I recall going to my third ISDE.
On this occasion the event was to be held at San Pellegrino Terme at the foothills of the Italian Alps, the place where the bottled water comes from.
Whilst the event was good, I really want to tell you about the road trip we took to get there.We started out from England 4 or 5 days before the event was due to start; my brother Tony and his wife, my pal Ron with his wife and daughter and me.
Ron was driving his mobile home which he and I converted from a Mercedes Benz 508 panel van. His wife was driving a four wheel drive Daihatsu 4 Track and Tony was driving our old Transit V4 van, the one we used for our building business. To cut a long story short, the Transit broke down on a French motorway, one of the pistons deciding it no longer wanted to be friends with its connecting rod. So, what to do?
We towed the van off the motorway and agreed that Ron and the girls would press on down through France to Italy to set up our base camp that we needed for the duration of the dirt bike ISDE event, leaving Tony and I with the 4WD to tow the stricken van to a car park, use it to sleep in overnight, then tow it to a local garage for repair the next day. Good plan!
We unloaded Tony’s stuff from the Transit and squeezed it all into the back of the Daihatsu, suitcases, kit bags, a camping gas stove, a couple of fold-up deckchairs and anything else that needed to be removed, leaving the van empty and ready to tow to the garage the next day.
Italian ISDE here we come!
Finally, off we go. After some consideration, we agreed to go from France, through Switzerland and across the border into Italy via the Alps, the reasoning behind this was that on the map it looked to be the shorter route whereas Ron and the girls were going to drop down through France and gain access to Italy through the French- Italian border. We arrived just short of the French-Swiss border and filled the tank to the brim with diesel fuel; we didn’t have any Swiss money only French francs and Italian Lire, so we reckoned we would have enough fuel to get ourselves all the way to the Italian dirt bike ISDE.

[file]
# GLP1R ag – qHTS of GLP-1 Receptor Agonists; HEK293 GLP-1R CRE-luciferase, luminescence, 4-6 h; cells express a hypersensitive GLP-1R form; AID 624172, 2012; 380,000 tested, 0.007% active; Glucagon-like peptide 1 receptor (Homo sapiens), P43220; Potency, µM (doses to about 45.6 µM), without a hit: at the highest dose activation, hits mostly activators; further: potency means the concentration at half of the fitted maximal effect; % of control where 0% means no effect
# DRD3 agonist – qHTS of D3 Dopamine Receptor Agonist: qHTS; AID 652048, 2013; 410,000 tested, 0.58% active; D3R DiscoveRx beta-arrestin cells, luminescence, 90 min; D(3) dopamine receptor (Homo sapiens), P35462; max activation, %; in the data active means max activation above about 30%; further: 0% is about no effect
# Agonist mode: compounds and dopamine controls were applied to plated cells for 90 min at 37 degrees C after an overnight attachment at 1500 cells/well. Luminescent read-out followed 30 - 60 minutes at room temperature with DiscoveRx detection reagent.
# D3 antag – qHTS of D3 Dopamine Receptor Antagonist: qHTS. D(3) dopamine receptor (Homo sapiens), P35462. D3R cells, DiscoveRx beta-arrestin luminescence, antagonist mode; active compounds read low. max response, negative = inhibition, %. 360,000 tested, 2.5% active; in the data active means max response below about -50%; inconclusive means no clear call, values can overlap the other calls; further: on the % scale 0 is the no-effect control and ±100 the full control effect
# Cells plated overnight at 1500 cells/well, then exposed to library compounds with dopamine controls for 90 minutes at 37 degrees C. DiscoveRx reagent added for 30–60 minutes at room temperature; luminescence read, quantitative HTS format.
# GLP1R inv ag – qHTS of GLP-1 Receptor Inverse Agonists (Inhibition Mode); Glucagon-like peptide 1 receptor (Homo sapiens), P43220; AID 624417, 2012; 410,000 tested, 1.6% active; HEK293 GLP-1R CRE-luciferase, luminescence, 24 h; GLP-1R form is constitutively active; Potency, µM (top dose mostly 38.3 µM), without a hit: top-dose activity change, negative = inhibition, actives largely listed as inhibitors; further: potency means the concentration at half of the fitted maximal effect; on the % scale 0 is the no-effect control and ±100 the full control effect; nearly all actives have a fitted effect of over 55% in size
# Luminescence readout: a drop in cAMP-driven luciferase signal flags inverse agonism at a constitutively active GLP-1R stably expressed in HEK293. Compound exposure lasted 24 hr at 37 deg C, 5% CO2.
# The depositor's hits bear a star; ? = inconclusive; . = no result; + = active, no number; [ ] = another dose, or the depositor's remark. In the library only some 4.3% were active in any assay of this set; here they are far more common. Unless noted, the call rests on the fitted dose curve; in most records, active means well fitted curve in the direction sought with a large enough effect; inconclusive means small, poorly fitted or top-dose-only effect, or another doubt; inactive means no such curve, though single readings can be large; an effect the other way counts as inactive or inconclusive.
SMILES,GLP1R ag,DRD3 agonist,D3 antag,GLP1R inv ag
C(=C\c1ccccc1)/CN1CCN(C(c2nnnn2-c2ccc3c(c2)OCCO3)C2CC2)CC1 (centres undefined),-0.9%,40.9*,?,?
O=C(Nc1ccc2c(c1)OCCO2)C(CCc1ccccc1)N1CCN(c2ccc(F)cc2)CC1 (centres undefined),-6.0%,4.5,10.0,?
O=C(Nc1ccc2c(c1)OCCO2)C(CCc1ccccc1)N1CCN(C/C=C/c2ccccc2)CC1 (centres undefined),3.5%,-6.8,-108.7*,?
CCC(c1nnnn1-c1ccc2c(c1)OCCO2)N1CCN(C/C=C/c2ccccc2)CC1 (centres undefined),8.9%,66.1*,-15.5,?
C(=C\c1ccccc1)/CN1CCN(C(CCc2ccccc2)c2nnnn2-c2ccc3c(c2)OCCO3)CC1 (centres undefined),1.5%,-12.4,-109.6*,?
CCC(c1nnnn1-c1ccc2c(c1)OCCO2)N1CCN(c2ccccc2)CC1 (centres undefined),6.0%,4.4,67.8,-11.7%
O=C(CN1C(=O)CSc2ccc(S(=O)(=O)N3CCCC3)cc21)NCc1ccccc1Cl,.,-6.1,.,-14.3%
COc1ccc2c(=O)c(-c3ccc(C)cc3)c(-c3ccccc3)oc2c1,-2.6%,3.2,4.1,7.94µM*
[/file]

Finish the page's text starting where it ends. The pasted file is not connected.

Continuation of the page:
This is where the next incident took place. At the Swiss border we were questioned by the authorities as to our plans, now you have to understand both my brother and I sported full beards and long hair and I think we both had a single earring, so we probably looked like a couple of drug smugglers driving a four wheel drive vehicle even though we explained we were riding in the Italian dirt bike ISDE. Now, the Swiss are a bit hot on whom they let travel through their country, so they decided to give the Daihatsu the once over. We were told to stand a little way from the vehicle whilst this took place. The guard asked where the bonnet catch was, so I took a step forward to show him, bad move, he immediately reached for his holstered gun. Whoa, this was not good, so I backed off and tried to explain where he would find the lever. Ok, this is cool. Next he ordered us to take all of the bags and equipment from the vehicle and place them on the counter in the customs office so that he could go through and check there was no contraband and anything illegal. As he went through the bags, I stood and watched him whilst Tony went about reloading the truck. At one point, when Tony was outside, the border guard was going through a suitcase with a puzzled look on his face, he held up a ladies shoe, looked at it, fiddled with the heel then glanced at me and said “Yours” I shook my head and said “Not mine, his” nodding towards my brother just as he came back through the door. “What’s going on” said Tony “Nothing much, I just told the guard that the ladies shoes were yours, not mine.”